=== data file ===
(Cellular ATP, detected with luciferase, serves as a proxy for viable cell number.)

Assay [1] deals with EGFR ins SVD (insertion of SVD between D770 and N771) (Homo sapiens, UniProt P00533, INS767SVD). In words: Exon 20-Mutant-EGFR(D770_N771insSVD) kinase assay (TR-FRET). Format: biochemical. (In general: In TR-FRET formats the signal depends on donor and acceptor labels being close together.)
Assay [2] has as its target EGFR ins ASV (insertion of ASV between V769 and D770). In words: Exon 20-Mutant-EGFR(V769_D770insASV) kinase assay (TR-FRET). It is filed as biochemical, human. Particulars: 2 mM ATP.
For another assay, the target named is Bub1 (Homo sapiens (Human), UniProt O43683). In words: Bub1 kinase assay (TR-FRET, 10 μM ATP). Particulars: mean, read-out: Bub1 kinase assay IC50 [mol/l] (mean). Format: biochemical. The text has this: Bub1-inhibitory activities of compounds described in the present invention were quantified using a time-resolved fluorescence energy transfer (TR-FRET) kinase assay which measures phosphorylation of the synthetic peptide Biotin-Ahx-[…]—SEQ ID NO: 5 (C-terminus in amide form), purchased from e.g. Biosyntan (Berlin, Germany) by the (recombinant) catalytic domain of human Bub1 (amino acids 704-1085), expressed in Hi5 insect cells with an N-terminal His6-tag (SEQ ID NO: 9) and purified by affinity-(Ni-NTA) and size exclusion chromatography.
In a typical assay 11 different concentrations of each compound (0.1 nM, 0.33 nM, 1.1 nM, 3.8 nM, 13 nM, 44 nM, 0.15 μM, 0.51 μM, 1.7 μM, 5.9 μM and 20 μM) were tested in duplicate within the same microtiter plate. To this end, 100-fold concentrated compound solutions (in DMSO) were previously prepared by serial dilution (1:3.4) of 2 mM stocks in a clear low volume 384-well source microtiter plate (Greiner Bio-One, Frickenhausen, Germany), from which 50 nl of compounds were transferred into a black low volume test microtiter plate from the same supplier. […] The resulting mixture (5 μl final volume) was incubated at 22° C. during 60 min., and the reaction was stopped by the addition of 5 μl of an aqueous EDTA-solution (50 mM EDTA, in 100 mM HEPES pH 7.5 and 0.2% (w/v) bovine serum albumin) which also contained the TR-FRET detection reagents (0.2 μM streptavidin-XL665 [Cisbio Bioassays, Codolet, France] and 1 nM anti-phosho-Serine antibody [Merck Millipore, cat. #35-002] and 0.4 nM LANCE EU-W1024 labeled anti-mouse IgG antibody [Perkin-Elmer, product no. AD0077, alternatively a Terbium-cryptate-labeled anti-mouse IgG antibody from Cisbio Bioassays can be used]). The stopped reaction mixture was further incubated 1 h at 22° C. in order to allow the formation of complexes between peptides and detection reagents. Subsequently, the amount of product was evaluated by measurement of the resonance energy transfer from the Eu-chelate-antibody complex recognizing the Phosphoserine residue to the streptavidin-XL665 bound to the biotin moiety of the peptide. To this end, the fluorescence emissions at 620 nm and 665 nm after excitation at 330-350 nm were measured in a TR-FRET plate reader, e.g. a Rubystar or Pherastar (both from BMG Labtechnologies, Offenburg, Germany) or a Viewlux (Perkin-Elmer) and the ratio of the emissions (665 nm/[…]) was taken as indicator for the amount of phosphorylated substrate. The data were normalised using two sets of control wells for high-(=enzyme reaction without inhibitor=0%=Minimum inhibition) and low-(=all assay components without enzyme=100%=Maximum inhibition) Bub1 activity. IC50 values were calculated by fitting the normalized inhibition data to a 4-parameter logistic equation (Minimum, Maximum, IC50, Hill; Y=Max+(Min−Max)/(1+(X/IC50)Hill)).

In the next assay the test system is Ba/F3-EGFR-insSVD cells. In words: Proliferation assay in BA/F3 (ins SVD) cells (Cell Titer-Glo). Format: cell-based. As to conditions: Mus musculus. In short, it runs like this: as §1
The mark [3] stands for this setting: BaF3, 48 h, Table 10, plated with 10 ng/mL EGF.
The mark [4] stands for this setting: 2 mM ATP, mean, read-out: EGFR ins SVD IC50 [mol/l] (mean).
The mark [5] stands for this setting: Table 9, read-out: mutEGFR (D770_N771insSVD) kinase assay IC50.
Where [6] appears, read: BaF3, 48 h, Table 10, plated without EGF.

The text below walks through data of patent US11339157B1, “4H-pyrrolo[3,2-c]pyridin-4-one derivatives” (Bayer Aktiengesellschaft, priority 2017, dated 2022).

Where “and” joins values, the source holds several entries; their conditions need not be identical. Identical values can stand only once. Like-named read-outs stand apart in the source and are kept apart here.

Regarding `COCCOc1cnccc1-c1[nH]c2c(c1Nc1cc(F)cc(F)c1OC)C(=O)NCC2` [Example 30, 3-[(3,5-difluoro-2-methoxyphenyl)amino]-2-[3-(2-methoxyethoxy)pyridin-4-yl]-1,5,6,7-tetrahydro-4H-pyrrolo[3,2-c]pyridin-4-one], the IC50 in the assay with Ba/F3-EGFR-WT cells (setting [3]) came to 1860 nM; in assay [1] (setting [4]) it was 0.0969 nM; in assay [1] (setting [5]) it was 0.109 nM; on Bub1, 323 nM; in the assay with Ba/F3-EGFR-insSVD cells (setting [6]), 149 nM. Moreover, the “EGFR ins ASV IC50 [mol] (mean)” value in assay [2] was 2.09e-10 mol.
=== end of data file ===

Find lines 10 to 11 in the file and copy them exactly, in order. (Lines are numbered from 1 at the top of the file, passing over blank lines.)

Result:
Where [6] appears, read: BaF3, 48 h, Table 10, plated without EGF.

The text below walks through data of patent US11339157B1, “4H-pyrrolo[3,2-c]pyridin-4-one derivatives” (Bayer Aktiengesellschaft, priority 2017, dated 2022).